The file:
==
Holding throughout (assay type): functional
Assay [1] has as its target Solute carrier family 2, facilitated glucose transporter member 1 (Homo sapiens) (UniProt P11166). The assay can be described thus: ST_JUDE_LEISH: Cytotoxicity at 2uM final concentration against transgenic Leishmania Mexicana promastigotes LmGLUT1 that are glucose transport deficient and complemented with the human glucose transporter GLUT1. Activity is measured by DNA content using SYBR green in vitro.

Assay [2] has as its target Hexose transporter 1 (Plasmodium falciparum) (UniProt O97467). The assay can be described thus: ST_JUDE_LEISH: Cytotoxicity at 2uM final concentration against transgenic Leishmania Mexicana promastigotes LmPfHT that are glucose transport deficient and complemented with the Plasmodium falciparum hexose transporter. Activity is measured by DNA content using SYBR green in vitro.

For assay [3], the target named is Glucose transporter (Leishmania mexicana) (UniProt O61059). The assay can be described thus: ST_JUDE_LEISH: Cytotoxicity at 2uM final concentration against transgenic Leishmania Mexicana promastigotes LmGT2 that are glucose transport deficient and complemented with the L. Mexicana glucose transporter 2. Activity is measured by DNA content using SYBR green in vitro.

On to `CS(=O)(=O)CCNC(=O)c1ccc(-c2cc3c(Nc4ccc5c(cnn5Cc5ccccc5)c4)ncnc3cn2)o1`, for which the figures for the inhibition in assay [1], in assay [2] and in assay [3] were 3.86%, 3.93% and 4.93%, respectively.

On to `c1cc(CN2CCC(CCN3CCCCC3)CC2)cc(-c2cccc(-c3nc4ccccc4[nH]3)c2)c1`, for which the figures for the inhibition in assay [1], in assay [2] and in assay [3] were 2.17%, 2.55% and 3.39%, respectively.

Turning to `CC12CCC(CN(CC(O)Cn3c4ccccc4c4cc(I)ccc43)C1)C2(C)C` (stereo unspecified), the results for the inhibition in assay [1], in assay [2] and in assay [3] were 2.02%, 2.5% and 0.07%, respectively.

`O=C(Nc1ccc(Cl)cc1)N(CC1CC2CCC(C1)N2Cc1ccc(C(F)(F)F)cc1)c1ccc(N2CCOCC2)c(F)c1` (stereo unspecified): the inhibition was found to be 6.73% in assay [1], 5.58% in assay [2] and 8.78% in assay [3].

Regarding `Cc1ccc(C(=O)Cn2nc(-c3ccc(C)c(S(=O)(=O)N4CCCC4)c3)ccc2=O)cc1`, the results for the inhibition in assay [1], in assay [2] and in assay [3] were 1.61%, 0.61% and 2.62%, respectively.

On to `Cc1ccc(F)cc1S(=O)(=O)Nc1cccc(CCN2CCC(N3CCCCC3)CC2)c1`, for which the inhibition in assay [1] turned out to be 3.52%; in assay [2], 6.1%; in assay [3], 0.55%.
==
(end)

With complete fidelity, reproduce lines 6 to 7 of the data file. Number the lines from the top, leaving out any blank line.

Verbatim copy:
On to `c1cc(CN2CCC(CCN3CCCCC3)CC2)cc(-c2cccc(-c3nc4ccccc4[nH]3)c2)c1`, for which the figures for the inhibition in assay [1], in assay [2] and in assay [3] were 2.17%, 2.55% and 3.39%, respectively.

Turning to `CC12CCC(CN(CC(O)Cn3c4ccccc4c4cc(I)ccc43)C1)C2(C)C` (stereo unspecified), the results for the inhibition in assay [1], in assay [2] and in assay [3] were 2.02%, 2.5% and 0.07%, respectively.